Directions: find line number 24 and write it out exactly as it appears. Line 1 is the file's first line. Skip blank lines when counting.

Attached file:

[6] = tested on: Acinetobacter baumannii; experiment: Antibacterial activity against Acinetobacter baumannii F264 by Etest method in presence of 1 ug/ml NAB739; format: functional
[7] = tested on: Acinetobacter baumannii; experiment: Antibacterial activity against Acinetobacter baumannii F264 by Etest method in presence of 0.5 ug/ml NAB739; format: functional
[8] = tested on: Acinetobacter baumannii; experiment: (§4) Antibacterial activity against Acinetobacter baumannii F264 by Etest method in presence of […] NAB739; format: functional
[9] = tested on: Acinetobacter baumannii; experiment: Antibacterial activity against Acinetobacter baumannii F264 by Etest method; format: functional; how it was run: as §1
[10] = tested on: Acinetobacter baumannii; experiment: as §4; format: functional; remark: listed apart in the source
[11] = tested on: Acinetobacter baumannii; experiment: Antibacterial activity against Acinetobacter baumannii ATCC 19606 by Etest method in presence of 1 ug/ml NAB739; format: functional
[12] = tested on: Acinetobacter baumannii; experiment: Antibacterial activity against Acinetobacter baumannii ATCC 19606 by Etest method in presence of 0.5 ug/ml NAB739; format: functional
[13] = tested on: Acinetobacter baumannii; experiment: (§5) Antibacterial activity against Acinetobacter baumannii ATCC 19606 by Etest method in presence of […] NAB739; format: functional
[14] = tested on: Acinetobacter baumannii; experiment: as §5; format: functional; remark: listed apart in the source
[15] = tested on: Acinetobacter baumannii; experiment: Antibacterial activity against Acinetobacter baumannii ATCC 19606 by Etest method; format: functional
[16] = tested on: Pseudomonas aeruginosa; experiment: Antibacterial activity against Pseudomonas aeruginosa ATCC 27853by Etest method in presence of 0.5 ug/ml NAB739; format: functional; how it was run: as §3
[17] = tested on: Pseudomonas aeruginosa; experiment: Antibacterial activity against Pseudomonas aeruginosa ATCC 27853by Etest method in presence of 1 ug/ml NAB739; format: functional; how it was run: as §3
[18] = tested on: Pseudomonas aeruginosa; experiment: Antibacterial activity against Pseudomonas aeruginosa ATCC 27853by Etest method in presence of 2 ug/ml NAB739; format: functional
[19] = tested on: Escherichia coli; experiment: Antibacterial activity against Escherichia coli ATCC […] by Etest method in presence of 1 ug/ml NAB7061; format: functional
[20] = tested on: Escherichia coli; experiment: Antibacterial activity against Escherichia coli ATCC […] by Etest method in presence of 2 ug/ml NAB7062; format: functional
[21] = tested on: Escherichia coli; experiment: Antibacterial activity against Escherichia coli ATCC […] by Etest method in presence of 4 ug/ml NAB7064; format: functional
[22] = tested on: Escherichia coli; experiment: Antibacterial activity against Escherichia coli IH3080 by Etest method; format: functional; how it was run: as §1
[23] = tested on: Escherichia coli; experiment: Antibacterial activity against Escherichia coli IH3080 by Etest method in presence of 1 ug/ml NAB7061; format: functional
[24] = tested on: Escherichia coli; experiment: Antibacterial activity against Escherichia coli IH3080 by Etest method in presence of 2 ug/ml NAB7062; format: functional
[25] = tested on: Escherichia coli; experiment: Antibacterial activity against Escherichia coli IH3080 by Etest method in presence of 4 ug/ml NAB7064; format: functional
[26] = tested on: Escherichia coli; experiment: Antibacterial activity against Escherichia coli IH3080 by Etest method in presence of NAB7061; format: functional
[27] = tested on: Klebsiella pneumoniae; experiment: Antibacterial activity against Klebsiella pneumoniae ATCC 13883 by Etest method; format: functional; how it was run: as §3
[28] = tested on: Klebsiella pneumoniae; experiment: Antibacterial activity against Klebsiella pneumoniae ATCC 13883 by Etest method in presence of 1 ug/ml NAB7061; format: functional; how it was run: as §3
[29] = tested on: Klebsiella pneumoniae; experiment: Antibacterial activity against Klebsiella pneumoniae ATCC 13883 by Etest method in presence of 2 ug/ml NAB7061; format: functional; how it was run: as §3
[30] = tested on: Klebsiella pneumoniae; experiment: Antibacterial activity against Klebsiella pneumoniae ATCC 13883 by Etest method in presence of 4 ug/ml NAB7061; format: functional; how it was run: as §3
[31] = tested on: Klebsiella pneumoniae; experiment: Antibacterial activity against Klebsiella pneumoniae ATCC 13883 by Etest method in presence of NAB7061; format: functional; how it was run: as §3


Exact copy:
[29] = tested on: Klebsiella pneumoniae; experiment: Antibacterial activity against Klebsiella pneumoniae ATCC 13883 by Etest method in presence of 2 ug/ml NAB7061; format: functional; how it was run: as §3